I picked up the tiara and slid it onto my head. Strength. Pride. Rage. This was the legacy of my family, and if I had to use it to win, I would.
5/5 paper planes
What’s This Book About?
Genre: YA High Fantasy (court intrigue)
Publication: March/October 2020 (US/UK)
Pages: 400 (hardcover)
Synopsis: Once Ekata’s brother is finally named heir to Kylma Above, there will be nothing to keep her at home with her murderous family. Not her science experiments, not her family’s icy castle atop a frozen lake, not even Kylma Below, the underwater kingdom that provides her family with magic.
But just as escape to the South is within reach, her parents and twelve siblings fall under a strange sleeping sickness, and no one can find a cure.
In the space of one night, Ekata inherits the title of duke, her brother’s captivating warrior bride, and ever-encroaching challengers from without—and within—her ministry. Nothing has prepared Ekata for diplomacy, for war, for love…or for a crown she has never wanted.
If Kylma Above is to survive, Ekata must seize her family’s magic and power. And if Ekata is to survive, she must quickly decide how she will wield them both.
Content warnings: violence; illness; death; unwanted advances; near-drowning experiences
One of my favourite covers and favourite reads of 2020!
This was engrossing from start to finish and I was sorry to turn the last page. (Well, technically click the last page on my Kindle, but same difference.) An excellent court intrigue-centred YA fantasy, filled with dramatic betrayals and subtle double-dealing. I also found it really satisfying how all the players in the game had a wide range of motives that made everything just that much more believable. Alliances are only temporary – the path to each goal may meet, but they will always diverge eventually. I was suspicious of everyone and I’m pleased to report that the source of the curse was completely unexpected!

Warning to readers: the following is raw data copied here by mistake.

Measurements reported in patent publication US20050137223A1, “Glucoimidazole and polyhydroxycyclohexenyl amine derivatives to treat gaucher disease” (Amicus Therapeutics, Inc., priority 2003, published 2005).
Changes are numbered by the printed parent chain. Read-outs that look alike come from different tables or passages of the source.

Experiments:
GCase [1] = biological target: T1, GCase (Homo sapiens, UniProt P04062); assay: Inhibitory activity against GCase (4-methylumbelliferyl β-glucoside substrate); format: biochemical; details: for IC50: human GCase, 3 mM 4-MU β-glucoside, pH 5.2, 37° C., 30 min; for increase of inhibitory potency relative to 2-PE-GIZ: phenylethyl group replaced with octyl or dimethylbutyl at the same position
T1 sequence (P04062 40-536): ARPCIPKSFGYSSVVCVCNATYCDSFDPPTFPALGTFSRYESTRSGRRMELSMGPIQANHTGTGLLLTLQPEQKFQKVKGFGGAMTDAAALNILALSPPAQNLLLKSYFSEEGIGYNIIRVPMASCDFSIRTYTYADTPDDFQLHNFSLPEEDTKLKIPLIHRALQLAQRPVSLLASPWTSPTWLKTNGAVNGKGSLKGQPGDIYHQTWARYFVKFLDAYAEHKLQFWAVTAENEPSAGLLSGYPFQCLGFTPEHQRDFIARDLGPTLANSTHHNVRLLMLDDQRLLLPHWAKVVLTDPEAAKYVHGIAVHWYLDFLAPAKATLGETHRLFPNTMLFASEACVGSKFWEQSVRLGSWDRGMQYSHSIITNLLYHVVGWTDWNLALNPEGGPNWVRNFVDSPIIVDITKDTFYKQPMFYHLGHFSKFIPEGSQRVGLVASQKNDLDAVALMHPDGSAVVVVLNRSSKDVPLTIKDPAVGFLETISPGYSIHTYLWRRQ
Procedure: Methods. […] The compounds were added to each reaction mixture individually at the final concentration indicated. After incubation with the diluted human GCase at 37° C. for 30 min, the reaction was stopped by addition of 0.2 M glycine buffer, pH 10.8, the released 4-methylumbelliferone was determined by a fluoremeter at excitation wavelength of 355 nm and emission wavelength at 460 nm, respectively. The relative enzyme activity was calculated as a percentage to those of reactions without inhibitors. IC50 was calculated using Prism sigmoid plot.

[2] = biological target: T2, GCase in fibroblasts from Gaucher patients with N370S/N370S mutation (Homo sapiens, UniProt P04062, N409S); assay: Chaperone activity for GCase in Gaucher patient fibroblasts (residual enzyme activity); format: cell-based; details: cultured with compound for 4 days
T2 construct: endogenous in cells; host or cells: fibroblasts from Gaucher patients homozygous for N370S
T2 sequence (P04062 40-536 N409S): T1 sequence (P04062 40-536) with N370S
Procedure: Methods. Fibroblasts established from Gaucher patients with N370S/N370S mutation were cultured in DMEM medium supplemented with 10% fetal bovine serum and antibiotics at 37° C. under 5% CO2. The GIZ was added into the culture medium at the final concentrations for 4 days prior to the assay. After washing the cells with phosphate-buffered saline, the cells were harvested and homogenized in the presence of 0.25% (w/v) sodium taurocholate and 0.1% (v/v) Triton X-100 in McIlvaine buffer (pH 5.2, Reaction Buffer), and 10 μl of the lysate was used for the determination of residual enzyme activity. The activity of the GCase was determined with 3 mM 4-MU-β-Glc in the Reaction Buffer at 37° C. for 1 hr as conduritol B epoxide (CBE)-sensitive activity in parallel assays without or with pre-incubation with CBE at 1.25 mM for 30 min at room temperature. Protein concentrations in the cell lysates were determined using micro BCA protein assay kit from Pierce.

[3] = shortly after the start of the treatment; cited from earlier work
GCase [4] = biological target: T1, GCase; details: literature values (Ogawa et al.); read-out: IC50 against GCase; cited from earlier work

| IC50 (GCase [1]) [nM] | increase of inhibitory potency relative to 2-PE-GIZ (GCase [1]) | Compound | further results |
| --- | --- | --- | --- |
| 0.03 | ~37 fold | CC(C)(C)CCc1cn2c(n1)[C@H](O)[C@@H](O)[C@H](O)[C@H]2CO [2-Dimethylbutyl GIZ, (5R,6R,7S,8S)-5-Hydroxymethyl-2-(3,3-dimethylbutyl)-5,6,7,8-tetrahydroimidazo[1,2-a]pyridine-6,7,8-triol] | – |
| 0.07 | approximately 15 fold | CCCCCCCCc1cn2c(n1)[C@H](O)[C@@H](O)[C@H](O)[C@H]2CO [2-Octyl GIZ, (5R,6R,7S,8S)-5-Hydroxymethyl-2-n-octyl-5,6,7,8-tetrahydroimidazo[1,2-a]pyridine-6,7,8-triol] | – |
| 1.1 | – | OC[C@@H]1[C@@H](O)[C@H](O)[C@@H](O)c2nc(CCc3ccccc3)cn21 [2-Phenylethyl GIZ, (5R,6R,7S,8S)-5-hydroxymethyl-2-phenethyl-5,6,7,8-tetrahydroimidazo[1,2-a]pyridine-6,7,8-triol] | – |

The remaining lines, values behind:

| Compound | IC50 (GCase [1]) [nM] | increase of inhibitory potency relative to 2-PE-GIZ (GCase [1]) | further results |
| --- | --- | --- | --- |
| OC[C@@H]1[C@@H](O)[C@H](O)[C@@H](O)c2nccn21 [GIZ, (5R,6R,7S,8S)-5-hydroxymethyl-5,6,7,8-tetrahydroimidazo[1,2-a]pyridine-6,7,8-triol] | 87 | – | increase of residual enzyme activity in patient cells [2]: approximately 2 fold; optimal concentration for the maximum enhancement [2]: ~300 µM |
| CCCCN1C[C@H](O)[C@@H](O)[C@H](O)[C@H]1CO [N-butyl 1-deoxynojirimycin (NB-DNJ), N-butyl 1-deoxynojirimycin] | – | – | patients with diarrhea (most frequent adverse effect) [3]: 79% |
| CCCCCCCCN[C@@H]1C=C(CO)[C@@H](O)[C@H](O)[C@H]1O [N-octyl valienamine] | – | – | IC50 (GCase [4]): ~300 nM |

I really liked the protagonist Ekata. She’s essentially a nerdy sixteen-year-old middle child, who keeps mostly to herself and her books, and the only interest she takes in politics is to avoid being murdered by her cutthroat family. The way Ekata is plunged into the viper’s next of the royal court (akin to being dropped into the freezing waters of the moat and Kylma Below) was utterly convincing.
Urso looked at me. Eirhan looked at me. I tried to look clever.Ekata is clever, no doubt, but it takes time for her to learn how to turn that cleverness from navigating academic pursuits to navigating two-faced people, the threat of marriage, and a curse that’s slowly drowning her family.
I didn’t want to run away. I wanted to run toward, toward finding a cure for this illness, toward saving myself and others.Her development was great to follow and kept me rooting for her – it helped that I really enjoyed her narration and sense of humour!
Sigis looked at the pearl of magic as though he wanted to kiss it. Maybe he could marry the magic and leave me alone.
The writing is lovely and really helps to build the icy world of Kylma Above and the dangerous depths of Kylma Below. There wasn’t much focused on other places, but we hear enough about them through foreign delegates and anecdotes that this world doesn’t feel half-baked. I also appreciated the condemnations of sexism, xenophobia and nationalism through Sigis’ character. What an unpleasant man.
2020 has seen a streak of great sapphic stories and this did not disappoint on that front. The romance itself wasn’t the main focus, but it’s still integral to the plotline and I found it to be a very sweet slow-burn. There are several queer folk in powerful roles and none of their stories hinge on their being queer, nor does their identity ever seem to be a point of contention. Ekata’s older brother Lyosha is bisexual or pansexual, one of the court ministers is non-binary, Ekata is a lesbian and I think Inkar is too.
Pick this up if you’re looking for a compelling court intrigue with high stakes, wintry magic (plus sort-of merfolk!) and queer rep.
Thank you to NetGalley and Titan Books for the eARC for an honest review.